The Problem

Education is not equitable

Our region has changed, our systems haven't

We want every child and young person in our region to thrive in their education, communities, and life. But our systems and policies are too outdated to support the success of our students today.

Our region’s economic growth is exacerbating the consequences of education inequities. Income disparities are growing. Gentrification is pushing out our youth and families. Poverty is concentrating in South King County: 59 percent of our region’s students are low-income and 4 percent are homeless—more than two times what it was in 2010.

Our student population is diversifying

The Road Map Project region is home to more than 128,000 K-12 students. Our student population overall has grown by nearly 10 percent and our schools are enrolling more students of color than ever before.

Our communities are international

Many of our students are English language learners. They speak 169 primary languages and come from 152 birth countries.

And they deserve better

Research confirms what our communities have always known: A learning environment where students feel respected, valued, and engaged matters to their success. Students do better when they have teachers who can better relate to them. Families are better engaged when schools are more culturally responsive.

Advance student success, remove systemic barriers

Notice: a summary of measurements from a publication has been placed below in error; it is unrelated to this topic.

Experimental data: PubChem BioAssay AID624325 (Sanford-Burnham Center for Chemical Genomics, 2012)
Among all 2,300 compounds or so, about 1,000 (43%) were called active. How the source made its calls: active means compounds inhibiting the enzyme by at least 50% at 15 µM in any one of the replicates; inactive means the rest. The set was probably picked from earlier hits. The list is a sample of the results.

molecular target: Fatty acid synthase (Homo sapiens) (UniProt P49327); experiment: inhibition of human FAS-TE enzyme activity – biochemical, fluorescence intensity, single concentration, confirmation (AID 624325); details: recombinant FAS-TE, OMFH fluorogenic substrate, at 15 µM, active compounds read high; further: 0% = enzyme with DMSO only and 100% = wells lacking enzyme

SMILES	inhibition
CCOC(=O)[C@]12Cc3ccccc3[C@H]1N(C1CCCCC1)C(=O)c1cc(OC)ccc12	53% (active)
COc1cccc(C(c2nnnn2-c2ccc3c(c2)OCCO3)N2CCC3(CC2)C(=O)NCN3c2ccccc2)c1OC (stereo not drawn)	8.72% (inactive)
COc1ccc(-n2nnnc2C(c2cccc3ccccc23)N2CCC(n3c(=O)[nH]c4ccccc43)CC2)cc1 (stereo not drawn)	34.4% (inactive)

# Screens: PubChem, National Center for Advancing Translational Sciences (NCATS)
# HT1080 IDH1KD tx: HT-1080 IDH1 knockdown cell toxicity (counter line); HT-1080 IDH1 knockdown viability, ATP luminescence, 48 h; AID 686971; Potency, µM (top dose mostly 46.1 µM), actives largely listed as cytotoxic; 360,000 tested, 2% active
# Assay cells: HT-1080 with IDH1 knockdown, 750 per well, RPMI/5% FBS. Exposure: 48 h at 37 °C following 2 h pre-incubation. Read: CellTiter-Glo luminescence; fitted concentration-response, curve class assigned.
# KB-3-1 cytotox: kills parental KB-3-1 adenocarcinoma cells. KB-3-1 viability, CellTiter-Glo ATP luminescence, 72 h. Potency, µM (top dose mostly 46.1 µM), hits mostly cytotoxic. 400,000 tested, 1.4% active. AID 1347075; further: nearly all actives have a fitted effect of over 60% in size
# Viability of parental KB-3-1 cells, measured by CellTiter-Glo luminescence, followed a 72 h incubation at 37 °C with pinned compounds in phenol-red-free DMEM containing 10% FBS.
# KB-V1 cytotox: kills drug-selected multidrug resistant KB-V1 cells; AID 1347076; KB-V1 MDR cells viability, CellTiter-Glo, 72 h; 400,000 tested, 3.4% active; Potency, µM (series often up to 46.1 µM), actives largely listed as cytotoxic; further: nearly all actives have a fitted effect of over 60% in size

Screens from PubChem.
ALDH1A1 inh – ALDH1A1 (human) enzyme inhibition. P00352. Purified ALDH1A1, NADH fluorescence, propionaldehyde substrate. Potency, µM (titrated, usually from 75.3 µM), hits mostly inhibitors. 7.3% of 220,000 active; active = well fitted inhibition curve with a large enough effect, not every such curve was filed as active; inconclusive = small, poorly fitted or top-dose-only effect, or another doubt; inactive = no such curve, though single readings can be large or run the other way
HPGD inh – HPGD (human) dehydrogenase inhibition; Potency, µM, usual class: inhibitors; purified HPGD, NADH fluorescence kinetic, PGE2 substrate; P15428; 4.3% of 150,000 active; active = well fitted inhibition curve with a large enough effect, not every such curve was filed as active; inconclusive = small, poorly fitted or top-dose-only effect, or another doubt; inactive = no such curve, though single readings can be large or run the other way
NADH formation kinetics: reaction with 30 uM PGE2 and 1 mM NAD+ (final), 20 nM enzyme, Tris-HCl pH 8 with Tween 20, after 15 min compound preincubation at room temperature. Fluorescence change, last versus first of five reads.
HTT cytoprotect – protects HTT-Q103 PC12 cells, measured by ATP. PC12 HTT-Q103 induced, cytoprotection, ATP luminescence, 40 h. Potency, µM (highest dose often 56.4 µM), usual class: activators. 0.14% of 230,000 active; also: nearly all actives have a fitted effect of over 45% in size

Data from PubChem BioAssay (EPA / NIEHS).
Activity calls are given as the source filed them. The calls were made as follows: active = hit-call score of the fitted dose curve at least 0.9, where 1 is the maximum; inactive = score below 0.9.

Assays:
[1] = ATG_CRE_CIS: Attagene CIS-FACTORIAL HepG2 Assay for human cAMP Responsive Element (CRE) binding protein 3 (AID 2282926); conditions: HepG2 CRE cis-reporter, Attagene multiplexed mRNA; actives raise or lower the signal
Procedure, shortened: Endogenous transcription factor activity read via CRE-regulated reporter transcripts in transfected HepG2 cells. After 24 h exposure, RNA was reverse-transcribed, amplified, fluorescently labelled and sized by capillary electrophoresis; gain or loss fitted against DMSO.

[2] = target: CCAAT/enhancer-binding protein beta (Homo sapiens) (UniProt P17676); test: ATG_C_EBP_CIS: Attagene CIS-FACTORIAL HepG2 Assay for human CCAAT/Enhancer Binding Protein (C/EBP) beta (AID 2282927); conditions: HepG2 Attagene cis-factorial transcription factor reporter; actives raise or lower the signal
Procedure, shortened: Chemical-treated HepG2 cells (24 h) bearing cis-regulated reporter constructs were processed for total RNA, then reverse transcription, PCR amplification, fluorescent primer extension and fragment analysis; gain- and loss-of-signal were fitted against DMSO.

The discourse on how to “fix” education too often focuses on what students and their parents should be doing. But the real problem, as demonstrated by the magnitude and duration of disparities, is institutional racism. What needs fixing are systems that maintain an unrepresentative educator workforce, discipline students of color more harshly, fail to support early learning or college guidance, and don’t weight education funding by student need.


We must chart a bolder road map toward education equity

Eighty-three percent of our students say they want to earn a college degree. And by 2020, 70 percent of jobs in the state will require postsecondary education. Yet, despite the aspirations of our students and the reality of the region’s economy, only 30 percent earn a college degree by their mid-twenties.

Our students are ambitious about their futures. Our job is to build systems that support their needs and their dreams.